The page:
The Works of His Grace George Villiers, Duke of Buckingham: Containing His Plays and Miscellanies in Prose and Verse, with Explanatory Notes and Memoirs of the Author ...

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T. Evans, 1770
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Page xxix - Besides ten thousand freaks that died in thinking. Blest madman, who could every hour employ With something new to wish or to enjoy ! Railing and praising were his usual themes, And both, to show his judgment, in extremes : So over violent or over civil That every man with him was God or Devil.
Page xxxix - In the worst inn's worst room, with mat half-hung, The floors of plaster, and the walls of dung, On once a flock-bed, but repair'd with straw, With tape-tied curtains, never meant to draw, The George and Garter dangling from that bed Where tawdry yellow strove with dirty red, Great Villiers lies — alas!
Page 82 - I'll lead you thence to melancholy groves, And there repeat the scenes of our past loves : At night, I will within your curtains peep ; With empty arms embrace you while you sleep :. In gentle dreams I often will be by, And sweep along before your...
Page 13 - BAYES. Why, Sir, when I have any thing to invent, I never trouble my head about it, as other men do ; but presently turn over this Book, and there I have, at one view, all that...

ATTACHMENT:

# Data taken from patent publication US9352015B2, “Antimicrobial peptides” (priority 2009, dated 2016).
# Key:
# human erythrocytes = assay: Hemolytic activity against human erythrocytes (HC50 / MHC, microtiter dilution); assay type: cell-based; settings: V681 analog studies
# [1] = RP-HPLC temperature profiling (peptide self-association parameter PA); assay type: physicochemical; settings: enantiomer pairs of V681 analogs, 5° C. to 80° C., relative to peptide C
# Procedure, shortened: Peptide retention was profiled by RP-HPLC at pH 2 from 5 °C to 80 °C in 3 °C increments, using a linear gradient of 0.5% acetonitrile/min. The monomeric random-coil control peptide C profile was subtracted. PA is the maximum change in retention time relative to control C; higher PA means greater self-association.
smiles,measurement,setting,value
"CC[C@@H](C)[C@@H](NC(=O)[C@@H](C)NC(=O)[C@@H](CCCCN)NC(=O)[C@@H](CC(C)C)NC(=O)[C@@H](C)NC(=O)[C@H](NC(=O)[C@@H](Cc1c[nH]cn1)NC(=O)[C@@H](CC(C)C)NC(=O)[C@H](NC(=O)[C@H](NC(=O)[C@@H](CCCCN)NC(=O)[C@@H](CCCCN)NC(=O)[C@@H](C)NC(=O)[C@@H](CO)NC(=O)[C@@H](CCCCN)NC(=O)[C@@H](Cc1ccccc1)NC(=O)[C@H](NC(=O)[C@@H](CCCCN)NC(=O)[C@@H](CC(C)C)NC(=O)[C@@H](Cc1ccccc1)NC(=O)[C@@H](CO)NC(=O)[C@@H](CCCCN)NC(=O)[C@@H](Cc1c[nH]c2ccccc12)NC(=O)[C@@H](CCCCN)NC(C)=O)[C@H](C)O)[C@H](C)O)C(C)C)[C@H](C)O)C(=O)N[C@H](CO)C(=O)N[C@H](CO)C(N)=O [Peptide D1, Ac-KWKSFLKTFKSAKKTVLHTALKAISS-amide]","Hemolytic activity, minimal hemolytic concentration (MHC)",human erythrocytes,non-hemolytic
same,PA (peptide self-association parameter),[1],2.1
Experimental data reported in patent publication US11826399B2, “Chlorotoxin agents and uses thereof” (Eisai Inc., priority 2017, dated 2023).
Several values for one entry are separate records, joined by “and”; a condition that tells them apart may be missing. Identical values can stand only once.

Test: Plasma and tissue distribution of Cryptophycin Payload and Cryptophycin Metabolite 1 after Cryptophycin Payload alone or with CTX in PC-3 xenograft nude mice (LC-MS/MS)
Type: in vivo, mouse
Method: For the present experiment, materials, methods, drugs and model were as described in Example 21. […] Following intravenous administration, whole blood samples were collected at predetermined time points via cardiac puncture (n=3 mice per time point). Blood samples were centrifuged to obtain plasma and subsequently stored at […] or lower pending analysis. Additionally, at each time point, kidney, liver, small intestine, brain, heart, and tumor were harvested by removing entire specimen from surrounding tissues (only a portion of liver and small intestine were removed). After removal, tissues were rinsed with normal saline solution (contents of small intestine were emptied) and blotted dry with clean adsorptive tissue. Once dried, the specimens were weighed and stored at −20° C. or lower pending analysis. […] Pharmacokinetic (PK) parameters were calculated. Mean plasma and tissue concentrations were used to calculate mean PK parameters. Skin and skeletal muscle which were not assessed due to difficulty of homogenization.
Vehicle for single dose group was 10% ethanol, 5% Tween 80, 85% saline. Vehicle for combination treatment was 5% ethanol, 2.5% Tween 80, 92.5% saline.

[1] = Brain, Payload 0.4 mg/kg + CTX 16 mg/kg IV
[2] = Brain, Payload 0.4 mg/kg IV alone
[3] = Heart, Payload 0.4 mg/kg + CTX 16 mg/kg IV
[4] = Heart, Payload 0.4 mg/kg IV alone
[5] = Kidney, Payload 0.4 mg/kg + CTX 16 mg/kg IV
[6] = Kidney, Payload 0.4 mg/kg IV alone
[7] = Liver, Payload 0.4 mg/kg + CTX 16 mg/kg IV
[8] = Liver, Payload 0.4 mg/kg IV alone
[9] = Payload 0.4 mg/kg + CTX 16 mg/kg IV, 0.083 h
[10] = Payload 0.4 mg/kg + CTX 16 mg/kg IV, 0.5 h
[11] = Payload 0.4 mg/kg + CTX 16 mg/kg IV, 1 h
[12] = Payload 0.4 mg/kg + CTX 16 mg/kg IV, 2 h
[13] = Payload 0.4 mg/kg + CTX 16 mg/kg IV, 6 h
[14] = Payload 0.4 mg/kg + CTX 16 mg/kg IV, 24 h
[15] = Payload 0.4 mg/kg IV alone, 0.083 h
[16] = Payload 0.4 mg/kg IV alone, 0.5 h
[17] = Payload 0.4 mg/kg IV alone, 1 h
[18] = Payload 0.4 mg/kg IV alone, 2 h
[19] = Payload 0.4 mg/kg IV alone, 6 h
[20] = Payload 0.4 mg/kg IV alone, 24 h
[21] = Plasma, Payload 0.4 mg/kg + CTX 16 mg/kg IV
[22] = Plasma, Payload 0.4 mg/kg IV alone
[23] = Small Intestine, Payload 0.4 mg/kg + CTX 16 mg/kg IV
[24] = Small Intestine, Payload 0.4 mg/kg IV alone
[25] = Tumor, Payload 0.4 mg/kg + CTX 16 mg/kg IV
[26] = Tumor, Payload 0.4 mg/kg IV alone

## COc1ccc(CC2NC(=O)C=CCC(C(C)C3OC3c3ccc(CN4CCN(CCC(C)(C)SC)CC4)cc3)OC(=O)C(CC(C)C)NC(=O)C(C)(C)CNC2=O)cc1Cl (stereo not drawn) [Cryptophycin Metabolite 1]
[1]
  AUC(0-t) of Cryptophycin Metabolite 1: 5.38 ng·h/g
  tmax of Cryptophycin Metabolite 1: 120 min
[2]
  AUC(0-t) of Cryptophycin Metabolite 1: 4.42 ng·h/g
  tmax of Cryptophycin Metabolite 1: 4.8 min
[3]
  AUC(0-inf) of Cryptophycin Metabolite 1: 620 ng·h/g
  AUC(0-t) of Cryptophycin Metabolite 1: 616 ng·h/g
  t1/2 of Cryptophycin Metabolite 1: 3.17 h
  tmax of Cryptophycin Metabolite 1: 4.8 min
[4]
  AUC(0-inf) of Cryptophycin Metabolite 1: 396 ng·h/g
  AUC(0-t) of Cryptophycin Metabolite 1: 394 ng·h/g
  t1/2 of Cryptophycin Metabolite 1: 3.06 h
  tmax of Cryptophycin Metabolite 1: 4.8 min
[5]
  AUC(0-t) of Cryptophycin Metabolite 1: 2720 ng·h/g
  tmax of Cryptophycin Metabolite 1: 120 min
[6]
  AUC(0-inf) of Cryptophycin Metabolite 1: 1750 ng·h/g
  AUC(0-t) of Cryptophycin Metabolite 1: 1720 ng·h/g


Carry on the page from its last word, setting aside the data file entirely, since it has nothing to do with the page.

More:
Page 65 - I, he's a little envious ; but 'tis no great matter. Come. Ama. Pray let us two this fingle boon obtain, That you will here with poor us ftill remain.
Page 74 - And is that all your reason for it, Mr. Bayes? BAYES. No, Sir; I have a precedent for it too.
Page 22 - em all, in nature, to mend it. Besides, sir, I have printed above a hundred sheets of paper to insinuate the plot into the boxes ; * and, withal, have appointed two or three dozen of my friends to be ready in the pit, who, I'm sure, will clap, and so the rest, you know, must follow ; and then, pray, sir, what becomes of your suppose ? Ha, ha, ha!
Page 137 - I thank you, A little troubles me : the least touch for it, Had but my breeches got it, it had contented me.
Page 35 - I ever take physic, and let blood ; for, when you would have pure swiftness of thought, and fiery flights of fancy, you must have a care of the pensive part.
Page xxxix - With tape-ty'd curtains, never meant to draw, The George and Garter dangling from that bed Where tawdry yellow strove with dirty red, Great Villers lies — alas ! how chang'd from him...

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